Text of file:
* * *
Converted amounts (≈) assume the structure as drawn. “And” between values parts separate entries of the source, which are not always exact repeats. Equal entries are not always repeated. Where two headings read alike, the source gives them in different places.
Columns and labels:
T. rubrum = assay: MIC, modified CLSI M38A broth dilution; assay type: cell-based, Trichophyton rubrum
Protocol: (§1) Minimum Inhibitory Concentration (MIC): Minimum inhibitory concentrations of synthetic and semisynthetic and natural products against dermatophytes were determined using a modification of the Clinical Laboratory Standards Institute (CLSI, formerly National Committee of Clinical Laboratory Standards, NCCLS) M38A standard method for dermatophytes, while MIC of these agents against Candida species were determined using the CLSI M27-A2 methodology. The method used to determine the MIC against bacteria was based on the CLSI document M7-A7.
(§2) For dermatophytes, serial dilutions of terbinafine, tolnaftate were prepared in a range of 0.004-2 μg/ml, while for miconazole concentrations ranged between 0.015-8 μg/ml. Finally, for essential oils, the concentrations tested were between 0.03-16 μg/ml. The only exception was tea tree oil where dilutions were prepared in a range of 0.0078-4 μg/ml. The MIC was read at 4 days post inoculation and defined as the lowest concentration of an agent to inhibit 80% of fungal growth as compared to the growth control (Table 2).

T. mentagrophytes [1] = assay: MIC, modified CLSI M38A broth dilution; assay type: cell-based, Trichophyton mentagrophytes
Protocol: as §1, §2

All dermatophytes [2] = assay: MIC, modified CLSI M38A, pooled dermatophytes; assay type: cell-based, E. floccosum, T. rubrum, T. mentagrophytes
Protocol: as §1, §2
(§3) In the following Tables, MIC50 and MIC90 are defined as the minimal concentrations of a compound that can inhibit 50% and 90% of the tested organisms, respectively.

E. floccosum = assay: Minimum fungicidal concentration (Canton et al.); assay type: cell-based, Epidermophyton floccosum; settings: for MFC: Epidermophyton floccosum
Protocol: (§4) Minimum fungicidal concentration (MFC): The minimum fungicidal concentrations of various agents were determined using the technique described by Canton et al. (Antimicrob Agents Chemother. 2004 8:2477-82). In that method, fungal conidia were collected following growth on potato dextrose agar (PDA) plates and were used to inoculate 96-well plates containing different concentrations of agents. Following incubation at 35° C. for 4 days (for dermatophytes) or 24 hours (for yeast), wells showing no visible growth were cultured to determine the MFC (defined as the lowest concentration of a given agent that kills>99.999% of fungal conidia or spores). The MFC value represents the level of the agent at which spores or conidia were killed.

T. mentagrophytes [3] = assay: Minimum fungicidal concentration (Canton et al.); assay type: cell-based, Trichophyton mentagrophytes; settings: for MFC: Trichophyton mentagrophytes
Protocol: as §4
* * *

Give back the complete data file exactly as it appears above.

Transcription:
Converted amounts (≈) assume the structure as drawn. “And” between values parts separate entries of the source, which are not always exact repeats. Equal entries are not always repeated. Where two headings read alike, the source gives them in different places.
Columns and labels:
T. rubrum = assay: MIC, modified CLSI M38A broth dilution; assay type: cell-based, Trichophyton rubrum
Protocol: (§1) Minimum Inhibitory Concentration (MIC): Minimum inhibitory concentrations of synthetic and semisynthetic and natural products against dermatophytes were determined using a modification of the Clinical Laboratory Standards Institute (CLSI, formerly National Committee of Clinical Laboratory Standards, NCCLS) M38A standard method for dermatophytes, while MIC of these agents against Candida species were determined using the CLSI M27-A2 methodology. The method used to determine the MIC against bacteria was based on the CLSI document M7-A7.
(§2) For dermatophytes, serial dilutions of terbinafine, tolnaftate were prepared in a range of 0.004-2 μg/ml, while for miconazole concentrations ranged between 0.015-8 μg/ml. Finally, for essential oils, the concentrations tested were between 0.03-16 μg/ml. The only exception was tea tree oil where dilutions were prepared in a range of 0.0078-4 μg/ml. The MIC was read at 4 days post inoculation and defined as the lowest concentration of an agent to inhibit 80% of fungal growth as compared to the growth control (Table 2).

T. mentagrophytes [1] = assay: MIC, modified CLSI M38A broth dilution; assay type: cell-based, Trichophyton mentagrophytes
Protocol: as §1, §2

All dermatophytes [2] = assay: MIC, modified CLSI M38A, pooled dermatophytes; assay type: cell-based, E. floccosum, T. rubrum, T. mentagrophytes
Protocol: as §1, §2
(§3) In the following Tables, MIC50 and MIC90 are defined as the minimal concentrations of a compound that can inhibit 50% and 90% of the tested organisms, respectively.

E. floccosum = assay: Minimum fungicidal concentration (Canton et al.); assay type: cell-based, Epidermophyton floccosum; settings: for MFC: Epidermophyton floccosum
Protocol: (§4) Minimum fungicidal concentration (MFC): The minimum fungicidal concentrations of various agents were determined using the technique described by Canton et al. (Antimicrob Agents Chemother. 2004 8:2477-82). In that method, fungal conidia were collected following growth on potato dextrose agar (PDA) plates and were used to inoculate 96-well plates containing different concentrations of agents. Following incubation at 35° C. for 4 days (for dermatophytes) or 24 hours (for yeast), wells showing no visible growth were cultured to determine the MFC (defined as the lowest concentration of a given agent that kills>99.999% of fungal conidia or spores). The MFC value represents the level of the agent at which spores or conidia were killed.

T. mentagrophytes [3] = assay: Minimum fungicidal concentration (Canton et al.); assay type: cell-based, Trichophyton mentagrophytes; settings: for MFC: Trichophyton mentagrophytes
Protocol: as §4